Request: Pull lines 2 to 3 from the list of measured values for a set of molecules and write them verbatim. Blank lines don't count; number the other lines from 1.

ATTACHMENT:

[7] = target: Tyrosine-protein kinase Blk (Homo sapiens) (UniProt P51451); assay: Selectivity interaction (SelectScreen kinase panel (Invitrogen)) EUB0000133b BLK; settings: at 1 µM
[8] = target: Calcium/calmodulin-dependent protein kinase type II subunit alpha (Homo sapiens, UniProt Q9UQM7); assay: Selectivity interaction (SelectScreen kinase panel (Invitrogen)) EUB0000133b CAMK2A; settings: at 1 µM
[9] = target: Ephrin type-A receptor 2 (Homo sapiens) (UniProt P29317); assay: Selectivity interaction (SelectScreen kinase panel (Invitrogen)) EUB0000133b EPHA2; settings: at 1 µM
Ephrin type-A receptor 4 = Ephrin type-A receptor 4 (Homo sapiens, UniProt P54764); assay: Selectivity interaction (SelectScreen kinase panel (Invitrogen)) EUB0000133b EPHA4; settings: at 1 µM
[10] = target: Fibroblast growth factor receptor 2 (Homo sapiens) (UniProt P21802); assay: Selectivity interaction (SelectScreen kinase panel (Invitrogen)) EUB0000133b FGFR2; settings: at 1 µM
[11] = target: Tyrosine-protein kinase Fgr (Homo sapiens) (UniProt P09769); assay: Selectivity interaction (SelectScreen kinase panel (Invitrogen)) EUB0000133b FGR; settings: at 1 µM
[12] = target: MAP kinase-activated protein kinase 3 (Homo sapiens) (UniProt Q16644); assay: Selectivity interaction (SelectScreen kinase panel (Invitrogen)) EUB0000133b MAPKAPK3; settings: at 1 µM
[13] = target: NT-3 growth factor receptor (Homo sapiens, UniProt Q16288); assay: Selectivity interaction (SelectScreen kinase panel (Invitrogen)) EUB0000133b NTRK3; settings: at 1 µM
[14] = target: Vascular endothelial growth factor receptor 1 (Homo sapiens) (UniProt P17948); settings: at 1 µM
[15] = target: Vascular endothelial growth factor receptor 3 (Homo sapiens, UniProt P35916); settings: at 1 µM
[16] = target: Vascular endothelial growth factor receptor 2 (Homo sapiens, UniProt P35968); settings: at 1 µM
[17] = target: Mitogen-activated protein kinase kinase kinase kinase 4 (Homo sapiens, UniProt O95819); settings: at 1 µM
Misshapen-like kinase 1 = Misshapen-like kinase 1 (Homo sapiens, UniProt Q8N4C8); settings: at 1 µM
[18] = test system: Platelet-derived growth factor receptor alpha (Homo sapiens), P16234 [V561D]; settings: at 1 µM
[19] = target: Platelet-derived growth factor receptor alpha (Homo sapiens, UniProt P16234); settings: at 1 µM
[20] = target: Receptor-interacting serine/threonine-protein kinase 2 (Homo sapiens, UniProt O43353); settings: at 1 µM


[8] = target: Calcium/calmodulin-dependent protein kinase type II subunit alpha (Homo sapiens, UniProt Q9UQM7); assay: Selectivity interaction (SelectScreen kinase panel (Invitrogen)) EUB0000133b CAMK2A; settings: at 1 µM
[9] = target: Ephrin type-A receptor 2 (Homo sapiens) (UniProt P29317); assay: Selectivity interaction (SelectScreen kinase panel (Invitrogen)) EUB0000133b EPHA2; settings: at 1 µM